Civil Rights to Actually Be Taught

Gov. Haley Barbour likely shocked his staunchest supporters when he announced a bill authorizing public schools to add civil rights and human rights to the public-school curriculum in all grades. "I think the broader the curricula and history are, the better it is for the students," Barbour said at the March 20 announcement.

Senate Bill 2718, which becomes law July 1, will appoint a commission to help districts develop the contemporary curriculum. The commission is also set with the more daunting task of acquiring funding for the curriculum, which does not have money assigned by the Legislature.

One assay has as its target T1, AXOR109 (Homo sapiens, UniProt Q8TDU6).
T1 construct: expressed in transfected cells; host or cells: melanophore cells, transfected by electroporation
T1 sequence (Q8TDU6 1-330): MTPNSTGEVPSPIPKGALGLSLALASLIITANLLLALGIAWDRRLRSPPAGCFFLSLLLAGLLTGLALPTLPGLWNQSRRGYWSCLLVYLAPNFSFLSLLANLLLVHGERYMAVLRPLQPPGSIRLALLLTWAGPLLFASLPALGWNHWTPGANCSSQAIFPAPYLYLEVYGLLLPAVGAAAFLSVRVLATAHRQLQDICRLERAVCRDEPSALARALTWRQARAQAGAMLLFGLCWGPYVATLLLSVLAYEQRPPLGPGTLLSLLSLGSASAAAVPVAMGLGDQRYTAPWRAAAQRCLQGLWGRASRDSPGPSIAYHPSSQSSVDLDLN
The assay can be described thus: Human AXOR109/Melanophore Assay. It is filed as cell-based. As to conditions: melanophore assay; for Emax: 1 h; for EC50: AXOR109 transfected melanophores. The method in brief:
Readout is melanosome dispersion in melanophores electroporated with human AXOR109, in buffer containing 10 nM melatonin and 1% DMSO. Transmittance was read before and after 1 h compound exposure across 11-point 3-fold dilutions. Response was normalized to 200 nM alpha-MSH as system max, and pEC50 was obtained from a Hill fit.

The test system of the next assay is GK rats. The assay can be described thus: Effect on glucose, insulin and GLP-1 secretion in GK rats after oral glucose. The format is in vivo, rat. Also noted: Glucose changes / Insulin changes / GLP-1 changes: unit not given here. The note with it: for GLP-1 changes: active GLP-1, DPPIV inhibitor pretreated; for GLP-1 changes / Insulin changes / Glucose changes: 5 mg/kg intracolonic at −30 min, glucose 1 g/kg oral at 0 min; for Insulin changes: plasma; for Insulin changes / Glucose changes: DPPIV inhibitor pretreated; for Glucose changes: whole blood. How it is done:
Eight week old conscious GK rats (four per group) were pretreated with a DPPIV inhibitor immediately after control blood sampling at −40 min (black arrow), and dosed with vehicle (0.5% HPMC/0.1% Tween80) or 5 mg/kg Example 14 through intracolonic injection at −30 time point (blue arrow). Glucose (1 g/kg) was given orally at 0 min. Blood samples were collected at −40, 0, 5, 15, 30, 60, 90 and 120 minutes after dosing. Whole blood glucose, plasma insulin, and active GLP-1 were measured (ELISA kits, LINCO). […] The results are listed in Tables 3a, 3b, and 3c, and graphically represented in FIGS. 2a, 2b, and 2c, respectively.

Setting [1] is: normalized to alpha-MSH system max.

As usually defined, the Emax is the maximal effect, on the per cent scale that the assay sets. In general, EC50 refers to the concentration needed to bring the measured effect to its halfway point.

Leslie McLemore, a political science professor at Jackson State, praised the curriculum addition, saying the college students coming to his class too often carry little to no knowledge on the civil and human rights struggles that happened in their own state.

"I find everyday, all the time, that these students have not been exposed to civil rights. If they know anything at all, it's Martin Luther King, or Rosa Parks. You might find a few who know Medgar Evers or Fannie Lou Hamer, but it is very few and far between," he said.

"Once this curriculum is in place a lot of students are going to be able to see their families in the narrative, as a part of the history makers."

McLemore warned, however, that the districts will have to be "very creative in finding the dollars to get this done."

Previous Comments


Adam, I'm curious... Will the ongoing Women's Lib and Gay Rights movement be part of this? After all, they are historically part of the human rights movement.



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